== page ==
11 Fun Southern Wedding Traditions We Reckon You'll Love

You don't have to be a Southerner to enjoy these traditions.
chapelle johnson the knot associate editor
by
Chapelle Johnson
chapelle johnson the knot associate editor
Chapelle Johnson
Associate Editor
  • Chapelle writes articles for The Knot Worldwide. She covers all things wedding-related and has a personal interest in covering celebrity engagements and fashion.
  • Before joining The Knot Worldwide, Chapelle was an editorial intern for Subvrt Magazine.
  • Chapelle has a degree in English writing from Loyola University New Orleans.
Updated May 13, 2022

There's a lot to love about the South: the comfort food, the beautiful trees covered in Spanish moss and, of course, the Southern wedding traditions. It doesn't matter if you want to honor your own Southern background or show your appreciation of it—there are plenty of ways to involve some Southern charm into your wedding day. If you're considering using these unique rituals or just want to learn something new, we have everything you need to know about the most popular Southern wedding traditions, from how they originated to how modern couples incorporate them into their weddings today. We guarantee that you'll fall in love with these fun ideas listed below.

Groom's Cake

A groom's cake, typically given to the groom as a gift from the bride, is a cake decorated to represent the groom's personality, favorite TV show, sports team or hobbies. This tradition dates back to Victorian-era England when a bride would surprise her husband with a groom's cake to go with the main cake. According to Simon R. Charsley, author of Wedding Cakes and Cultural History, a Victorian-era groom's cake was a dark-colored fruit cake infused with alcohol to represent the groom's masculinity. The cake was a visual contrast to the main cake (or the bride's cake), which was a light-colored cake adorned with decorative aspects not meant for consumption. Today, the groom's cake not only represents the groom, but gives guests another dessert option since the cake is usually flavored differently from the main wedding cake.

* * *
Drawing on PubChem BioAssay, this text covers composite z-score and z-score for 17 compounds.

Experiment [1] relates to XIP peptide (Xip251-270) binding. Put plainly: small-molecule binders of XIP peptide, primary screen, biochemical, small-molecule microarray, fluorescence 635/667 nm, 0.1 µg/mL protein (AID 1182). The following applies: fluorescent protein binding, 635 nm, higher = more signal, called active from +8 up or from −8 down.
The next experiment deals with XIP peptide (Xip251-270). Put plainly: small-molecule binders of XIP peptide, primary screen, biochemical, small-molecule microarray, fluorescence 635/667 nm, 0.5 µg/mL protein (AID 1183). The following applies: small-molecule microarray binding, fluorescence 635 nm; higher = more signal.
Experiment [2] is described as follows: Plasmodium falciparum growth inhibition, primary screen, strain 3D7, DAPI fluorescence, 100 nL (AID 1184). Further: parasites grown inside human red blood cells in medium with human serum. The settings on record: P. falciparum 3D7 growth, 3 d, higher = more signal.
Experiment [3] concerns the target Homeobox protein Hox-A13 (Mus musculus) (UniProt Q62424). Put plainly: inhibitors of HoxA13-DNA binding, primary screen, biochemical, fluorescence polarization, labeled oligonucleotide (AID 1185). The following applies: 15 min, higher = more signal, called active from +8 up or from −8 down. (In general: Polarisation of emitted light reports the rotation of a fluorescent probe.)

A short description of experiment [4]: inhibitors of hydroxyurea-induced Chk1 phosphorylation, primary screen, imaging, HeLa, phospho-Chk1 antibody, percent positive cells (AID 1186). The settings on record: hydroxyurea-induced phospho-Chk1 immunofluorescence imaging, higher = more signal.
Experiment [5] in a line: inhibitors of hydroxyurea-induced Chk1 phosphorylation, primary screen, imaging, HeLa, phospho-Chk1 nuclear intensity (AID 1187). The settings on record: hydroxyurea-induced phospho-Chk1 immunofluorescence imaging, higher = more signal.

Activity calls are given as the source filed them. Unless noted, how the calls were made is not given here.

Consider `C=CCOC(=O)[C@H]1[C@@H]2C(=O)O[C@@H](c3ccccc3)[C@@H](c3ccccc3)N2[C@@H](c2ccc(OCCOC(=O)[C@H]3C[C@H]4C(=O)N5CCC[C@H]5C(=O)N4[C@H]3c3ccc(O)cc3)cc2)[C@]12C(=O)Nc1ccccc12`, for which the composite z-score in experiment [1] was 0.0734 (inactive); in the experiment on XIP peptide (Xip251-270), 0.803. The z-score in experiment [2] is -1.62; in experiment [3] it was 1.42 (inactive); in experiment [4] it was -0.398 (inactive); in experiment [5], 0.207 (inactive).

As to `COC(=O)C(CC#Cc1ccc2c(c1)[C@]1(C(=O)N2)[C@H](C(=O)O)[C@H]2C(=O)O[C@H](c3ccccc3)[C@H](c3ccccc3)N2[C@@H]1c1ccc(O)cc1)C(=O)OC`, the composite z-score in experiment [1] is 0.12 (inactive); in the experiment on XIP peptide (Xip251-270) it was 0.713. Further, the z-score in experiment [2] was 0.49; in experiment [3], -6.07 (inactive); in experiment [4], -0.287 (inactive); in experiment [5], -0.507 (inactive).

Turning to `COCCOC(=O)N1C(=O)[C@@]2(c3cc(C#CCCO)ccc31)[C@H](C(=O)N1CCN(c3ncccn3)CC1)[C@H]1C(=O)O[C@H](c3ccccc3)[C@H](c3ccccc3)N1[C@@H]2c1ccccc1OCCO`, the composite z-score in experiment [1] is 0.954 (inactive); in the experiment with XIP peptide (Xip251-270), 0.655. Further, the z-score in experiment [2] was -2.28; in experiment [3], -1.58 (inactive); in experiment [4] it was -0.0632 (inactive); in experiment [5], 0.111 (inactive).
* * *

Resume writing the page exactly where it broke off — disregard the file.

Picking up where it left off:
Burying the Bourbon

If you're a whiskey lover, this fun (but laborious) Southern wedding tradition is perfect for you. The origin of this tradition is unclear but its purpose is to ward off rain on your wedding day. You and your partner are tasked with digging a hole at the wedding venue and burying a full bottle of bourbon upside down one month before the wedding. After the ceremony, you and your partner get to dig up the bottle of bourbon and share it with your guests. Of course, if you're not into bourbon, any drink will do. Once you get permission from your wedding venue, just make sure the bottle is sealed tightly and that you don't forget the spot where you left it!

Seersucker Suits

Joseph Haspel, considered the inventor of the seersucker suit, made the suit in the early 1900s to help men feel comfortable in the unbearable New Orleans heat. Seersucker suits are commonplace attire for summer weddings since the fabric is made of lightweight cotton or linen cloth that has a puckered or crinkled texture designed to stay off the skin and give a more breathable feel.

Fun fact: Mississippi Senator Trent Lott established National Seersucker Day, or Seersucker Thursday, which falls on either the second or third Thursday of June, to revive the Senate's (pre-air conditioning) tradition of wearing seersucker suits in the Senate chamber.

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Bridal Portraits

Originally, bridal portraits were posed photos of a seated bride wearing their wedding dress. These photos were historically taken before the wedding day at a photography studio. Now, brides personalize their bridal portraits by shooting at any location and wearing whatever they want. (Some brides even opt for boudoir wedding shoots instead.) A bridal portrait session is a good opportunity to test your final hair and makeup look ahead of the wedding day, along with learning how to be more comfortable in front of the camera.

Bridal Luncheon

It's difficult to find the exact origin of this Southern wedding tradition, but that doesn't lessen its popularity. A bridal luncheon is a formal or informal occasion where the bride can spend time with her friends, family and bridesmaids the day before the wedding. Some brides like to take this opportunity to show their wedding party their appreciation by handing out bridesmaid gifts.

Second Line

This Southern wedding tradition's roots are from 19th-century New Orleans, when the tradition was created by African American fraternal societies and neighborhood organizations to promote their funeral and social services.